By Lizbeth Diaz
COLONIALEBARON, Mexico (Reuters) – Hundreds of mourners gathered on Friday for the burial of a mother, her months-old twins and two other children on the fringes of a township founded by breakaway Mormons in Mexico, in a second funeral for the victims of a brazen armed ambush.
Suspected cartel gunmen attacked Rhonita Miller LeBaron, 30, and four of her children on Monday, also striking two other vehicles, killing a total of three women and six children on an isolated dirt road in the hills of Sonora. All of the victims were dual U.S.-Mexican citizens.
Miller’s SUV exploded in flames during the attack, incinerating her along with her 13-year-old son, 11-year old daughter and 7-month-old twins, Titus and Tiana.
“We pray, Father, that good will come out of this terrible incident, that the way may be opened up for this country to find justice for those that don’t have a voice,” said Rhonita’s father-in-law, Kenny Miller, speaking at the graveside where children lay flowers as a soft rain fell.
On Thursday in La Mora, the first funeral was held for victims of the attack, with mourners guarded by heavily armed soldiers.
More than 250,000 Mexicans have been killed in the mounting violence that has gripped the country since 2007, many of them victims of drug-related crimes. Tens of thousands more are missing.
Echoing sentiments expressed by relatives in recent days, Miller said the cartels had grown stronger than the government in some areas, comparing the situation to conflicts in the Middle East. He stopped short, however, of supporting emerging calls for the United States to take a larger role in Mexico.
“I witnessed the army, scared to go in,” Miller said, apparently describing the day of the attack, which occurred in the morning, when cartel firefighting lasted for hours, restricting search parties. Authorities did not arrive until sundown.
“That is uncalled for in a sovereign country,” Miller said at the cemetery outside the town of Colonia LeBaron. Nearby a rusting road sign was punctured with bulletholes.
His voice trembling, Miller described the horror of finding the young family’s vehicle in roaring flames, not knowing if they were inside, and returning hours later to find their charred remains. He called it an act of terrorism.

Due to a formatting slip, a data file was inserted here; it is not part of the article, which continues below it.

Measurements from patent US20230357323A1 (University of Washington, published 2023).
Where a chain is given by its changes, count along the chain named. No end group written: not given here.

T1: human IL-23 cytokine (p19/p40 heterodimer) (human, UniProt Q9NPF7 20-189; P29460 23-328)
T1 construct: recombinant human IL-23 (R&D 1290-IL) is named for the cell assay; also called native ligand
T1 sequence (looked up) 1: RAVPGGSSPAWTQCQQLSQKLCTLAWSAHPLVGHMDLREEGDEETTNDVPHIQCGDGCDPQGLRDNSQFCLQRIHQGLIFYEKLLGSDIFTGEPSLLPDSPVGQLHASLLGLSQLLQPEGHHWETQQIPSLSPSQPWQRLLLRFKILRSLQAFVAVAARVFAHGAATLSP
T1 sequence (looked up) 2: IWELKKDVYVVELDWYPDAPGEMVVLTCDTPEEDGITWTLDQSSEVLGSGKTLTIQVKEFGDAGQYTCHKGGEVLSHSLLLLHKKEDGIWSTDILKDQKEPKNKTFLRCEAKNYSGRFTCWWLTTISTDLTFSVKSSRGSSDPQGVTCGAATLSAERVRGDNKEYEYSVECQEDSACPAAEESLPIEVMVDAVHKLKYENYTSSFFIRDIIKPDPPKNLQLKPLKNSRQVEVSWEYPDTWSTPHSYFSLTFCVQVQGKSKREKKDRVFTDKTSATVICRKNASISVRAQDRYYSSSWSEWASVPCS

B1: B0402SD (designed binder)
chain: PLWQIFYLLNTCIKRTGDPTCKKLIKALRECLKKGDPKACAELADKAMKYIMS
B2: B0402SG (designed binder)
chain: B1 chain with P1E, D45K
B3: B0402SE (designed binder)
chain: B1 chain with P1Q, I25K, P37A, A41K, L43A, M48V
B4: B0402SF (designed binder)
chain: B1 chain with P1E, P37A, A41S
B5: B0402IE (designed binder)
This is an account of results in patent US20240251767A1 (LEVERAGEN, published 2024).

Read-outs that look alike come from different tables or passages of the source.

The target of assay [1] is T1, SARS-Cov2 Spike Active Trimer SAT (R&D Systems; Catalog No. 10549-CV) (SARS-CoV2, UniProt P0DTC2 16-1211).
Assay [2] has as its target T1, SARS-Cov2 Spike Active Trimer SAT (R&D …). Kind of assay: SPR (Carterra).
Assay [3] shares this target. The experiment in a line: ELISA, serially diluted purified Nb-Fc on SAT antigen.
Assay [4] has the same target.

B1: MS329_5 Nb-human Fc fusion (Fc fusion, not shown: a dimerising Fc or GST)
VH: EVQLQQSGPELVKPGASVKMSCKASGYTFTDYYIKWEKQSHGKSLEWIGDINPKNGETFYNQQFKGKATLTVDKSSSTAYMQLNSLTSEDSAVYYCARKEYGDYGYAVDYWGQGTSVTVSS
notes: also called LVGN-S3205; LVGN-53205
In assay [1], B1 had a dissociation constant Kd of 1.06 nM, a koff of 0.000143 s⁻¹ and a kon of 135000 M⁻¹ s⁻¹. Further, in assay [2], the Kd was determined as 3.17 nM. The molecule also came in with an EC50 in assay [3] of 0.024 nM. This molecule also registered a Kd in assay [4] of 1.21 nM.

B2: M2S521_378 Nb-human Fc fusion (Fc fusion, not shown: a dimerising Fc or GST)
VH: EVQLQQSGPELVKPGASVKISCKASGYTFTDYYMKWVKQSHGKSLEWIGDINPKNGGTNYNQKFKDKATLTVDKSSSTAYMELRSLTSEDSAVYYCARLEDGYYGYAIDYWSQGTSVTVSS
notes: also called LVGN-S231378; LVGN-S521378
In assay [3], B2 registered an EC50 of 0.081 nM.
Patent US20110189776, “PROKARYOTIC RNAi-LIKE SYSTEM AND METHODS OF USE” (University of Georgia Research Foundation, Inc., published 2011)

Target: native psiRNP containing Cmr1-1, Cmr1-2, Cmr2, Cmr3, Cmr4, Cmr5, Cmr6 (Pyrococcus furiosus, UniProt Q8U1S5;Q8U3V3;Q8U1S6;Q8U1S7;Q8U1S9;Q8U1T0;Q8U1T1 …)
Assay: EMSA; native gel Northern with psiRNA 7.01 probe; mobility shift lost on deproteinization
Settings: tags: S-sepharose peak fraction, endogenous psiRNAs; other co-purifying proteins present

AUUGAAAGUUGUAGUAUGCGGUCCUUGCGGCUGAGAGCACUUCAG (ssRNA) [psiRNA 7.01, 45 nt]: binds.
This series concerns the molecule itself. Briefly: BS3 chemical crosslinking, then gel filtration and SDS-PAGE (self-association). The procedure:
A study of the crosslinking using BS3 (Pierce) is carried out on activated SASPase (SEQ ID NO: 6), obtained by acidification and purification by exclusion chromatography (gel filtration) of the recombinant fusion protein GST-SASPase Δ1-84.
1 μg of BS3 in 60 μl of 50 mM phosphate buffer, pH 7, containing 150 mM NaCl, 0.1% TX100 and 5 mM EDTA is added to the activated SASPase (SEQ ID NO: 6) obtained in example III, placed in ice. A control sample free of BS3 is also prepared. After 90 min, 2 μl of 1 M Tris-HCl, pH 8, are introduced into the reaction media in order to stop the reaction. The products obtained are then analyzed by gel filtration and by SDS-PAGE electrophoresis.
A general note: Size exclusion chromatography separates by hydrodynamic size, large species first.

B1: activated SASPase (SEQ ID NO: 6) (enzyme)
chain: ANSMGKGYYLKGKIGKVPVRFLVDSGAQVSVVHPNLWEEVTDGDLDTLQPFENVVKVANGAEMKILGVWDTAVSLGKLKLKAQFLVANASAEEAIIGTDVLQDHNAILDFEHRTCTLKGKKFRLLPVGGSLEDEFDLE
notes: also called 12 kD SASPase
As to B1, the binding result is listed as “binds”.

Both the families and the governments blame warring drug cartels, although they disagree whether the families were targeted or victims of mistaken identity in the attack.
“They talk about terrorism in Iraq and Iran, those aren’t our countries, this is our country. We’ve got terrorists here,” Miller said.
The victims were all part of a community of breakaway Mormon sects who arrived in Mexico from the 1880s onwards to escape a clampdown on polygamy in the United States.
A shrinking number still practice polygamy, but families are large. Rhonita Miller is survived by her husband and three other children. The mourners arrived in a convoy of dozens of trucks in Colonia LeBaron on Friday after a five-hour drive across backroads from La Mora, where the victims all lived.
The ambush took place on a track near La Mora.
“I really believe that the cartels in Mexico have moved to another level of barbarity, they are as bad or worse than ISIS. ISIS have an ideology,” said resident Rosa LeBaron, 65, whose cousins, nieces and nephews died in the attacks. “These sicarios, why are they doing it?” she said, using a term for “hitmen.” “Out of greed and pure evil.”
She said Mexico needed to overcome pride and accept outside help from a neighboring country or international coalition, like the United Nations, to stamp out the cartels.
“This is so beyond comprehension, we’re living like we’re in Afghanistan, 100 miles from the U.S. border,” LeBaron said. “They have to wipe these bad men out of Mexico just like the coalition that goes into Syria and these places.”
President Andres Manuel Lopez Obrador said he believed Mexico could resolve its security problems without foreign “intervention,” but he has opened the door to FBI cooperation provided the country’s national sovereignty is not violated.
U.S. Senator Josh Hawley, a Republican, said this week that the United States should impose sanctions on Mexican officials “who won’t confront cartels.”
The killings follow a series of mass shootings that have piled pressure on Lopez Obrador to make good on his 2018 election campaign pledge to end violence.
However, he has resisted taking a tougher line with the gangs, instead pursuing a strategy of non-confrontation he calls “hugs not bullets” and arguing he can end violence by addressing the root causes of crime such as poverty and joblessness.
Adrian LeBaron, whose daughter and grandchildren died in the attack, reflected the views of several other relatives who said they had little faith in Mexico’s judicial system and federal government, but still hopes the country will rise to the challenge.
“I love Mexico, and this happened in Mexico, and these children are Mexican,” he said. “The FBI, the whole world, must be dying to do something, but it wouldn’t be right… we should be able to do it.”
(Reporting by Lizbeth Diaz in LeBaron, Mexico, and Andrew Hay in New Mexico; Editing by Frank Jack Daniel and Leslie Adler)